Soichiro Honda accomplished a great deal in his lifetime. Being willing to adapt to circumstances and looking for the opportunities in the midst of crisis rather than becoming caught up in his setbacks, he created a product which launched his success.

Entrepreneurs who seek success should learn from his example. No matter what life may throw at us, no matter what setbacks we may experience, we must avoid giving up and giving in. Instead, finding the opportunities that exist within all predicaments, we must choose to move on.

Famous Failures – Post-It Notes

Did you know you probably have one of the world’s greatest failures as a product sitting on your desk right now?

The Post-It Note was an accident that never should have happened. The original creator of this innovation, Spencer Silver, was trying to find an adhesive to use in the construction of airplanes. Looking at the strength of the glue on a Post-It Note, it’s easy to see he missed the mark by quite a bit. There’s absolutely nothing strong or even permanent about a Post-It Note.

On the other hand, what he did create was an adhesive able to be used to hold one thing to another, which could be easily peeled off and used again…all without leaving any kind of sticky residue.

Now, most creators would look at a failure as just that, one more failure. If they were smart, they might examine the mistake to see what they did wrong in order to improve their next attempt. Here’s where Silver deviated from that response. He realized his mistake was interesting. And while it didn’t solve the original problem, he couldn’t help but think it might solve someone else’s. He started talking to people at his company, 3M, to see if anyone could come up with some kind of use for what he’d inadvertently discovered.

It took time and a lot of brainstorming. While his adhesive was impressive, no one had a practical application for it and told him to scrap the idea. Only one person, Geoff Nicholson, saw this product to be as interesting as Silver did and worked with him to come up with an idea for how to use it.

Initially, they found the wrong solution: put it on a bulletin board and you could stick papers to it without thumbtacks, then peel them away without leaving a residue on them. But the application seemed limited. It was a man named Arthur Fry who rounded out the team by suggesting putting the glue on the paper itself. This was the tweak that led to the overwhelming success of the product.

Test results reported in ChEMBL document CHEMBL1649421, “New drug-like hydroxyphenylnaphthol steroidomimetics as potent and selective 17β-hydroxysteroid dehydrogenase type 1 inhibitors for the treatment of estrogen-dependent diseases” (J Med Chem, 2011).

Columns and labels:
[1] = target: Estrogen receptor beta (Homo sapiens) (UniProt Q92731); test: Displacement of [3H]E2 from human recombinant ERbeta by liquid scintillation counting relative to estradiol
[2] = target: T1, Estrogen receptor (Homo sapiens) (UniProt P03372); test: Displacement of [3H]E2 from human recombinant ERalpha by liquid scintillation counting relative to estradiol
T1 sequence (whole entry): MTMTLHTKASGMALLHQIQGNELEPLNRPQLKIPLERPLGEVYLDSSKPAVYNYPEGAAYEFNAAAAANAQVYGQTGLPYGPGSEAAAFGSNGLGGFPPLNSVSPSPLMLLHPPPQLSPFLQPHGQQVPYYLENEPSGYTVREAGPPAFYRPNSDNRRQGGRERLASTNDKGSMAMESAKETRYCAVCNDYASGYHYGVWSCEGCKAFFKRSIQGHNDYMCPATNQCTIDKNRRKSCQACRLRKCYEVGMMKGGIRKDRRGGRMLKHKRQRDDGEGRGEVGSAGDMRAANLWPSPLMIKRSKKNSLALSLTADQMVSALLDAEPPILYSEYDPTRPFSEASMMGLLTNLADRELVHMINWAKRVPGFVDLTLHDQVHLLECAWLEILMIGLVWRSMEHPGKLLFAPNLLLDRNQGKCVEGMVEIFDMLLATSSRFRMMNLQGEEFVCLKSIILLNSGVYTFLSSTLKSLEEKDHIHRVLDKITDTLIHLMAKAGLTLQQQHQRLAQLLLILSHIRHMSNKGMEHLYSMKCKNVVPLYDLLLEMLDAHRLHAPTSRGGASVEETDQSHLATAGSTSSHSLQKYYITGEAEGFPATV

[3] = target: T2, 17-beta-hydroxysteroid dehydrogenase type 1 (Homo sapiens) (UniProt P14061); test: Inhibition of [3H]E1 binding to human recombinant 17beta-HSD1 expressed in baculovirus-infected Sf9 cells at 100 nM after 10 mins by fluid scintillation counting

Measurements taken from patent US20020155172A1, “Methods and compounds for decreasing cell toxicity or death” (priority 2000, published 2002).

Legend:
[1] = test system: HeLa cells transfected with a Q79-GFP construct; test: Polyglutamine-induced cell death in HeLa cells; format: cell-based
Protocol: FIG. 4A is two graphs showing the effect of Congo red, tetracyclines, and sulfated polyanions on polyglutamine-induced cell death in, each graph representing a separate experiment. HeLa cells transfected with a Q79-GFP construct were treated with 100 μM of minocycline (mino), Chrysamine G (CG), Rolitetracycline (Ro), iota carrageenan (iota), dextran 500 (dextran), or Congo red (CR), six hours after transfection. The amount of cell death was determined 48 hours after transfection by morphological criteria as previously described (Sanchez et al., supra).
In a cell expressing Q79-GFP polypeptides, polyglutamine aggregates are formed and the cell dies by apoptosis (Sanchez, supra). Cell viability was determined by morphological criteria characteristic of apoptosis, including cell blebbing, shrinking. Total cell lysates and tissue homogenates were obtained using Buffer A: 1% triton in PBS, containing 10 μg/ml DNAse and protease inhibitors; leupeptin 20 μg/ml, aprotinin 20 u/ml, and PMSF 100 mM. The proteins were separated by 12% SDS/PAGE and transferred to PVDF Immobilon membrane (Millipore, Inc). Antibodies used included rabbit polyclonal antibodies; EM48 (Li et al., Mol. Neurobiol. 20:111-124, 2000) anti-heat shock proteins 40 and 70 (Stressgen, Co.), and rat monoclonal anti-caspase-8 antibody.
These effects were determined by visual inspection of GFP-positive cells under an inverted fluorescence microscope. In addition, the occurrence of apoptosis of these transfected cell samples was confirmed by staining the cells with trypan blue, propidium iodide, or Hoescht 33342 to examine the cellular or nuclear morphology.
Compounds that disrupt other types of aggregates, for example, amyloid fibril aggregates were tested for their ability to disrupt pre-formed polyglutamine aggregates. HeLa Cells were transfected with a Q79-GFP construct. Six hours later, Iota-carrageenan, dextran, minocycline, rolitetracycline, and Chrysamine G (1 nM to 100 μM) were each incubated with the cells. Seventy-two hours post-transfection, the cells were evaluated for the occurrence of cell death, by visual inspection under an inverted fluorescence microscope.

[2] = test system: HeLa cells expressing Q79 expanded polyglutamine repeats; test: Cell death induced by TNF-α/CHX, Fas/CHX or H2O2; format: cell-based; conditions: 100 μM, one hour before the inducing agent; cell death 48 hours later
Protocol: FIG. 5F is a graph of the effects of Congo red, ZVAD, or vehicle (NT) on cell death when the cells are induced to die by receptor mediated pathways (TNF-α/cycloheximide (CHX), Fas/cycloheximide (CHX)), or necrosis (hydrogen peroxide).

Here was the turning point for the Post-It Note. They figured out how to apply the glue to paper, but even then, 3M had a hard time getting on board. The initial marketing on the product resulted in no sales. It wasn’t until someone else developed an alternative marketing strategy that the world discovered just how unique and useful this product was. The marketing strategy? Provide free samples to consumers so they could gain an appreciation for the value of the product.

The story of the Post-It note is all about failures and what we do when things don’t go exactly as planned. It’s about being able to look outside the box and to find a use for something when the original intent doesn’t work out. More than that, it’s about perseverance and not giving up when you know you’ve got something good but the rest of the world just doesn’t realize it yet.

Famous Failures – Milton Hershey

Who knew a candy bar could lead to a success story?

Hershey chocolate has become a staple in countless people’s diet. Whether you are a person who loves the straight-up Hershey bar or are more of a Kit Kat or Reese’s Peanut Butter Cup sort of person, there’s something on today’s market for every chocolate lover. Many of us can’t imagine life without chocolate, although only 150 years ago, only the rich could enjoy the delicious confection.

Chocolate had been around for centuries. But candy was something made by hand, taking a lot of time and effort to create which made it too expensive for most. Thankfully some people saw it didn’t have to be that way.

Meet Milton Hershey.

Hershey was the sort of guy who loved dessert. He also had a knack for sniffing out business opportunities. Unfortunately, most of his ideas didn’t work out very well. In fact, if it hadn’t been for relatives loaning him money – along with a good bit of luck coming his way – his caramel business would have died out in the 1880s.

Finally enjoying modest success, Hershey continued to keep an eye out for opportunity. He found a massive one in 1893.

Hershey noticed few were paying attention to a contraption at the World’s Columbian Exposition in Chicago. A German chocolatier had a machine which could produce chocolate much more simply than current methods, with a lot less work. Although his field wasn’t chocolate, but caramel, Hershey knew a good idea when he saw one. He purchased the machine to adapt to his own work, thinking chocolate-covered caramels might be a good idea.

That didn’t work out exactly as he planned. What did, though, was making chocolate bars. Those candy bars took the world by storm. So much so, Hershey was approached in 1937 to come up with a bar that wouldn’t melt easily but could add nutrition to supplement soldiers’ diets overseas. As a result, during WWII, Hershey was making 24 million bars a week for the military!

After the war, Hershey’s success was secured. He branched out into other kinds of chocolate bars, continually trying new things and expanding production until Hershey’s became the successful company we know today.